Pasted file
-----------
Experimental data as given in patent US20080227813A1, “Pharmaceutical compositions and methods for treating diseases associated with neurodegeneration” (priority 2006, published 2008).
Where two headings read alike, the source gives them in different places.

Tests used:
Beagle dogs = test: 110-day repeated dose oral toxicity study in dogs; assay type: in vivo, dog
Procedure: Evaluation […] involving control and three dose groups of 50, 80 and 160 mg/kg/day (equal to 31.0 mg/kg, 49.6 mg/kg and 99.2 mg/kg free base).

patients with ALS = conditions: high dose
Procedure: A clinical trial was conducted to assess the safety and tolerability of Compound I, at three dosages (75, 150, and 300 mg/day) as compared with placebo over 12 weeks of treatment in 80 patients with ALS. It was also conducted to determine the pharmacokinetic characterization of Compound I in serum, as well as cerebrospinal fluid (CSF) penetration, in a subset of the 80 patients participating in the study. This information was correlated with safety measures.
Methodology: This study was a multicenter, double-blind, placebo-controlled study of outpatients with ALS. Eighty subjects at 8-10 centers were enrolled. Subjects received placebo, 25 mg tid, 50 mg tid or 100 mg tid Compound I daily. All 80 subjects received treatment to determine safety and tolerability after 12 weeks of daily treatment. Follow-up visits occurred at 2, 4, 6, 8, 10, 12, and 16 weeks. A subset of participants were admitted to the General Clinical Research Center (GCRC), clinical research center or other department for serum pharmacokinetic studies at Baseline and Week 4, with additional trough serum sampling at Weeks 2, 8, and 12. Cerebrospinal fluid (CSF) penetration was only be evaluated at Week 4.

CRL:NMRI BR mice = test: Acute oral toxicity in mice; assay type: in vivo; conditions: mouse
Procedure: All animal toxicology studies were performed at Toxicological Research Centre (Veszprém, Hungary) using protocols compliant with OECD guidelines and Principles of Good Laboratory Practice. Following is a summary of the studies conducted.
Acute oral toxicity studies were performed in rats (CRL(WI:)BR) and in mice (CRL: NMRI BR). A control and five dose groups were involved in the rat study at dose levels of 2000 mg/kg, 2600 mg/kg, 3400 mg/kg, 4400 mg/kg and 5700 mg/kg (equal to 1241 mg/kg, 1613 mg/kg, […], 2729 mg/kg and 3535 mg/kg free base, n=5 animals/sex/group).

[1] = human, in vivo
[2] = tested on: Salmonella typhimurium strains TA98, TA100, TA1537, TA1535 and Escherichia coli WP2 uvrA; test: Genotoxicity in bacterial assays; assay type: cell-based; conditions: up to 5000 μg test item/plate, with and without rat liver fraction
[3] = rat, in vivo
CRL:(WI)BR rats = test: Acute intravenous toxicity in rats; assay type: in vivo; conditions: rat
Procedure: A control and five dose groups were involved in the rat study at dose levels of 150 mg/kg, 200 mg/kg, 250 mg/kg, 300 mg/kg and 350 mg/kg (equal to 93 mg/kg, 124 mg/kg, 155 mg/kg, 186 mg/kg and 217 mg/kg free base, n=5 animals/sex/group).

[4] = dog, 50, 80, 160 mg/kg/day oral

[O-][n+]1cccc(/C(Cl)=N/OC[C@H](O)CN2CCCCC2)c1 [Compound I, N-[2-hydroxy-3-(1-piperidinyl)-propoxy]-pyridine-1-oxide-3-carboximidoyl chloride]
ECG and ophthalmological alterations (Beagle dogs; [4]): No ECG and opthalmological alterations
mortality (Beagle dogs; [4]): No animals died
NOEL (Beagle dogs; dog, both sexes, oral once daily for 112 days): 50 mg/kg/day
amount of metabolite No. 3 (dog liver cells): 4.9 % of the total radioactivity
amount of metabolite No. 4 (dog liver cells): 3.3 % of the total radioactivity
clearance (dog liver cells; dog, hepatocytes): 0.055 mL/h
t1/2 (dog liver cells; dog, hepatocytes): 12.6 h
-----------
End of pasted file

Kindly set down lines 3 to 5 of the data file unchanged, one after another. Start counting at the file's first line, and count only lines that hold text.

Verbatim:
Tests used:
Beagle dogs = test: 110-day repeated dose oral toxicity study in dogs; assay type: in vivo, dog
Procedure: Evaluation […] involving control and three dose groups of 50, 80 and 160 mg/kg/day (equal to 31.0 mg/kg, 49.6 mg/kg and 99.2 mg/kg free base).